Most points stayed close to flat Tuesday in a cash market that seemed to have trouble deciding how to respond to varying weather and futures influences.
Only a couple of points outside the Rockies saw price changes exceeding single digits. Flat to up or down movements of as much as about a nickel were dominant, with gains and losses approximately evenly divided. Rockies increases ran as high as about 20 cents.
Nymex had scant prior-trading-support for cash traders Tuesday with a 2-cent gain in August futures Monday, and it got slightly stingier Tuesday as the prompt-month contract managed to rise only another 1.6 cents (see related story).
Other than a brief warm-up into the 90s in the Pacific Northwest due to recede into the 80s Wednesday, there were only minor variations in the overall weather forecast, although Western Canada was making up somewhat for the Pacific Northwest cooldown with Calgary expected to reach a peak of 93. Highs in the 90s and 100s were due to persist from the western end of the South through the desert Southwest into interior California.
Otherwise midsummer heat levels remain subpar. Most areas, including a substantial section of the South, are failing to get above the low to mid 80s at this point.
PG&E is ending a low-inventory OFO Wednesday, which led to small declines of less than a nickel at Malin and the PG&E citygate.
Northern Natural Gas reflected the current dearth of cooling load in the Midwest. A bulletin board posting reporting a normal system-weighted temperature of 73 degrees at this time of year projected averages of 67 Tuesday, 70 Wednesday and 71 on both Thursday and Friday.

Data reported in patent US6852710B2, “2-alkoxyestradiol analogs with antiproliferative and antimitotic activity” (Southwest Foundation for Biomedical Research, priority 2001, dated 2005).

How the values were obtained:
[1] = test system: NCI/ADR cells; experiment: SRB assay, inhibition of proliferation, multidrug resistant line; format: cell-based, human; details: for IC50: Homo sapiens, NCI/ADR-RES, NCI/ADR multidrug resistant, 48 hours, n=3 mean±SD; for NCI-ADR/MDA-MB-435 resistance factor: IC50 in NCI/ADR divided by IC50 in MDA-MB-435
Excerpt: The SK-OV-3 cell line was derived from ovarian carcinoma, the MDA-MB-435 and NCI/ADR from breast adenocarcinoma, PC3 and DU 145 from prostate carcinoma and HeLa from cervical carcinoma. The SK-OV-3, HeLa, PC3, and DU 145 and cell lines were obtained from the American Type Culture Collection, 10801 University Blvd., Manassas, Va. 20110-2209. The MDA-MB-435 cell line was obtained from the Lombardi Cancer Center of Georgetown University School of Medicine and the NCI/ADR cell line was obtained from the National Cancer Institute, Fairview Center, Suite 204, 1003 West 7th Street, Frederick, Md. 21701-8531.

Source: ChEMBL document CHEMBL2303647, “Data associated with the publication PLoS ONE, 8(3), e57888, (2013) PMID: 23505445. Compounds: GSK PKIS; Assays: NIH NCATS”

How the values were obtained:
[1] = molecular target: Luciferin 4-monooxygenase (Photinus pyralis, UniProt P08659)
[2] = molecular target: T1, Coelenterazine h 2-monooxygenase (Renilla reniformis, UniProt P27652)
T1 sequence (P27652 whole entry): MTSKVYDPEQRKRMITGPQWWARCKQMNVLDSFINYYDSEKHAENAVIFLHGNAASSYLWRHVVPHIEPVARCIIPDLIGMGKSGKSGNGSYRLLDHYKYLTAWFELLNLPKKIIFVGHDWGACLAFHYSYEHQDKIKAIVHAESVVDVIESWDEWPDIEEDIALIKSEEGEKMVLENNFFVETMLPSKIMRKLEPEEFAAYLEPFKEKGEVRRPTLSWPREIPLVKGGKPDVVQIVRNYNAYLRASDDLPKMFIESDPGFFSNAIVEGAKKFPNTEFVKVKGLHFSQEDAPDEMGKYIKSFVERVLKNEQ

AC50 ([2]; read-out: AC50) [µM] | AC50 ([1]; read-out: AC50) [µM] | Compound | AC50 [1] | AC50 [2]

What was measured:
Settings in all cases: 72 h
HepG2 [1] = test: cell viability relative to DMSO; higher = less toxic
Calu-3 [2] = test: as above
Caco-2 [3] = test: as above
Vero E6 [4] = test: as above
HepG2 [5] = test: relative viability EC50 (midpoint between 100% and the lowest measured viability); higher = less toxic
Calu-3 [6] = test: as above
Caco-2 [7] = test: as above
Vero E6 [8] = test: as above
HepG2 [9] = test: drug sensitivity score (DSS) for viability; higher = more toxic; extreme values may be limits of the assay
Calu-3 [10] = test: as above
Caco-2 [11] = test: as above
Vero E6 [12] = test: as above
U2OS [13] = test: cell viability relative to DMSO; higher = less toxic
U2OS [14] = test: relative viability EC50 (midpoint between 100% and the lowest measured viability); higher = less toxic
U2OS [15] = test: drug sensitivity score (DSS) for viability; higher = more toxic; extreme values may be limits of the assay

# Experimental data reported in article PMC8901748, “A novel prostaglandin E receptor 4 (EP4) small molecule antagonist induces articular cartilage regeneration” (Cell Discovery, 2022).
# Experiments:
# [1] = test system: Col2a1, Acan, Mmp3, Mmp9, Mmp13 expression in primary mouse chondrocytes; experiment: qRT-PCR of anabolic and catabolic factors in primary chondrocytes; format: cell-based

There still were no plausible threats to Gulf of Mexico (GOM) production, but Atlantic basin tropical activity is heating up a bit. The National Hurricane Center (NHC) said a tropical wave in the eastern Caribbean Sea was producing locally heavy rainfall and gusty winds Tuesday afternoon in parts of the Virgin Islands, Puerto Rico, Dominican Republic and Haiti, but “upper-level winds remain unfavorable for development of this system at this time.” Closer to the GOM, showers and thunderstorms continued near the northern Bahamas in association with a weak surface trough, NHC said, but surface pressures in the area remained high and there were no signs of development.
A Midwestern utility buyer said it was “pretty cool” in his area, with only a 70s high Tuesday. Conditions will be warming into the low 80s by Friday, he said, but then the forecast goes back into the 70s for the weekend. Summer temperatures have been unusually cool for the most part so far across the Midwest and Northeast, he noted.
The buyer said his company can expect an appreciable amount of crop drying load during the August-October period, but currently has little irrigation-related demand.
It’s still early, he said, but it’s looking like slightly weaker index premiums are in store for August first-of-month indexes because of the weak economy. “Index flat seems to be popular,” he added.
A marketer in the Upper Midwest said his company has bought almost no spot gas lately, but instead is trying to move gas around among accounts to manage supplies for clients. It’s “the worst midsummer demand in the Midwest I’ve ever seen,” he said.
The National Weather Service (NWS) predicts below-normal temperatures in much of the central U.S. during the July 27-31 workweek. In its six- to 10-day forecast posted Tuesday afternoon, NWS said it expects below-normal readings from central Montana through the eastern end of Ohio to extend southward into virtually all of Oklahoma along with the northern end of Louisiana, the northern two-thirds of Mississippi and Alabama and northwestern Georgia. Above-normal temperatures are forecast for the West everywhere west of a line running southward from western Montana into central Utah and then curving southeastward into West and South Texas.
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